In the realm of business and marketing, social media has become an essential means for companies to reach customers, network, and grow their brand.  Social media can have a great influence over a company’s success, even to the extent of making or breaking it.

Considering this, does what an employee post in their “private” capacity on social media have negative implications on their employer? Situations like this have unavoidably blurred the boundary between public and private, and have forced employers to develop policies which caution against such acts.

It is therefore no surprise that the Court has had to consider the lawfulness of situations in which an employer has dismissed an employee over a post on social media. The Industrial Court in Mohd Hafizul Bin Abdul Rahin v. Malaysia Airlines Berhad (Award No. 220 of 2021, 10 February 2021) recently dealt with this issue.

Brief Facts

  • The Claimant was employed by Malaysia Airlines Berhad (“MAB”) as an Aircraft Technician.
  • On 31.05.2019, MAB issued a Show Cause letter to the Claimant, alleging that he posted an inappropriate and disparaging remark about the Company in a Facebook posting.
  • The post was a comment made by the Claimant on the Facebook page of former Prime Minister, Datuk Seri Najib bin Tun Abdul Razak.
  • In the comment, which the Claimant did not deny posting, references were made to the Company’s management as “lembu” (cow), carrying the insinuation they were incompetent and unprofessional.
  • MAB alleged that the Claimant had tarnished their reputation, and dismissed him on the grounds of serious misconduct and breach of the Company’s HR Corporate Policy and Company’s Group Code of Business Conduct.
  • The Claimant contended that the posting was done in his free time (outside work hours) and without the Company’s internet facilities, and he was therefore not in breach of the policies.
  • The Claimant also contended that MAB had no concrete evidence they had suffered irreparable damage as the result of the Claimant’s post.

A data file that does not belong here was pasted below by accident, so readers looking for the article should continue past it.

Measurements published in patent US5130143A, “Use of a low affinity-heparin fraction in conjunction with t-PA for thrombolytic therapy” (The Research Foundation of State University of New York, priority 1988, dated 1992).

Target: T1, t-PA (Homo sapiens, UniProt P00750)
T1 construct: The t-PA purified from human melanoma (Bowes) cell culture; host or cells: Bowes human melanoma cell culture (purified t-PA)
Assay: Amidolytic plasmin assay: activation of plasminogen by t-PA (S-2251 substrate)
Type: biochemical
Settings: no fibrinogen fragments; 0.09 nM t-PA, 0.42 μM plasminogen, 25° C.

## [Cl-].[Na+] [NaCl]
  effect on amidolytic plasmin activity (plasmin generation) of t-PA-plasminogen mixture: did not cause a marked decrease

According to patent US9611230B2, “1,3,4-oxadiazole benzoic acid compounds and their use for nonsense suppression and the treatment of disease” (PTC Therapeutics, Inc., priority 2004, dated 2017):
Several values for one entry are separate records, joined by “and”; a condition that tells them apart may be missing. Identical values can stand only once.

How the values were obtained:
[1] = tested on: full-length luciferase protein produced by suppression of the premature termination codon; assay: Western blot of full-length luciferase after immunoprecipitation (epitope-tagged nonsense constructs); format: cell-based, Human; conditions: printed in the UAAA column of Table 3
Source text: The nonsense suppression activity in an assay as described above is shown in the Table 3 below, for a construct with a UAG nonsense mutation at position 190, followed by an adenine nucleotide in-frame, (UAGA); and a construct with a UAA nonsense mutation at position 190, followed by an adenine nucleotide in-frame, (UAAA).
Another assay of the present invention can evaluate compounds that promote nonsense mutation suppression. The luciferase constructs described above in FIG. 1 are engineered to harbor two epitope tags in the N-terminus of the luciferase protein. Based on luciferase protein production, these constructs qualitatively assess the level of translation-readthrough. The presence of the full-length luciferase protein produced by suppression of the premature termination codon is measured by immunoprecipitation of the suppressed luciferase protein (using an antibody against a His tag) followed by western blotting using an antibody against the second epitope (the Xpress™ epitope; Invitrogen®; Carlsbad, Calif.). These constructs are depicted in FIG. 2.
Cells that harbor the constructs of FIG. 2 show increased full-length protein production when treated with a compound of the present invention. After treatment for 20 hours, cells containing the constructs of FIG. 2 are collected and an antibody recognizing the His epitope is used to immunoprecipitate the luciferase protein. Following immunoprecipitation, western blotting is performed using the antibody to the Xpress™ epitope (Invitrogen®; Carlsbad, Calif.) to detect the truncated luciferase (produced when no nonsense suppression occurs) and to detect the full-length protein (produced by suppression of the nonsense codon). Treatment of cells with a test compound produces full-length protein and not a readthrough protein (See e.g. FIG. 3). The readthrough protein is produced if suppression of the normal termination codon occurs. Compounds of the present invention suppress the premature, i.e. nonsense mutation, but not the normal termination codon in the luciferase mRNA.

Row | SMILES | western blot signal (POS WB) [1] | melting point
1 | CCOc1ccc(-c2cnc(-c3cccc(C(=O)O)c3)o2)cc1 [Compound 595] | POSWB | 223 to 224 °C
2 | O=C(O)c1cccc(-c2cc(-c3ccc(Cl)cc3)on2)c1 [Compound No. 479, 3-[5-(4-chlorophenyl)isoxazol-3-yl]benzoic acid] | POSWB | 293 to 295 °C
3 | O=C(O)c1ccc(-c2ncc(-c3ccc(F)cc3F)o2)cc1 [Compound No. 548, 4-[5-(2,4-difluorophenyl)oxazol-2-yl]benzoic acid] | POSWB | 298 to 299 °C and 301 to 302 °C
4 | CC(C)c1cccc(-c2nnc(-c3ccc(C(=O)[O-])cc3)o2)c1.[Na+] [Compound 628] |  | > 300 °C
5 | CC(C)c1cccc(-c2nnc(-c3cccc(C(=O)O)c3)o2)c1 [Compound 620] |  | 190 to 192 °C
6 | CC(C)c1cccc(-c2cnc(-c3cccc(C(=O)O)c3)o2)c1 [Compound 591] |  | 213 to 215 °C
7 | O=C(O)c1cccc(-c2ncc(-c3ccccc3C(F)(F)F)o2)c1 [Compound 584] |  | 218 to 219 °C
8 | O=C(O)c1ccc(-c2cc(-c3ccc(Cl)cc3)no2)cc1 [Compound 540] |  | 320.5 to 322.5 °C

The Court’s Finding

The Industrial Court dismissed the Claimant’s claim and held:

  • Clause 6.8(3) of the Company’s HR Corporate Policy stated: “Employee’s obligation of confidentiality and loyalty towards the Company when using Social Media, extend beyond work hours and outside of workplace.” This was contrary to the Claimant’s notion he was not in breach of the policy, and was clear indication of misconduct
  • Defamatory marks made by an employee against their employer is an indication of insubordination and misconduct for which the employee can be dismissed
  • The Claimant had exposed MAB to the “risk of being ridiculed and laughed at”. In doing so, he had compromised the reputation and integrity of the MAB, and breached the mutual trust and confidence placed in him as an employee, thus committing a serious misconduct warranting dismissal.

Key Takeaways

Although social media has developed into the platform of choice for employees to air out their grievances, it is not free of risk. Employers are now, more than ever, armoured with policies and rules against such behaviour. Hence, employees must be mindful of things said online in relation to work, and should instead address grievances directly with their employers.

As social media use is increasing rapidly, companies should therefore look into developing specific social media policies, so employees know what can and cannot be done.  Existing, conventional policies about misconduct may not necessarily apply to grey area situations such as online activity done outside office hours.

Here, it was helpful to MAB that their policy stated that it applied “beyond work hours and outside of the workplace”. This negated the Claimant’s argument he breached no policy if he did it on his own time and using his own resources. This is a good example of how a comprehensive policy can assist an employer when dealing with dismissal of employees.


This article was written by Donovan Cheah with assistance from Chloe Tan (Intern). Donovan has been named as a Recommended Lawyer for Labour and Employment by the Legal 500 Asia Pacific 2017, 2018, 2019, 2020 and 2021, and he has also been recognised by Chambers Asia Pacific and Asialaw Profiles for his employment law and industrial relations work.

Donovan & Ho is a law firm in Malaysia. Our practice areas include employment law, dispute resolution, tax advisory and corporate advisory.  Have a question? Please contact us.


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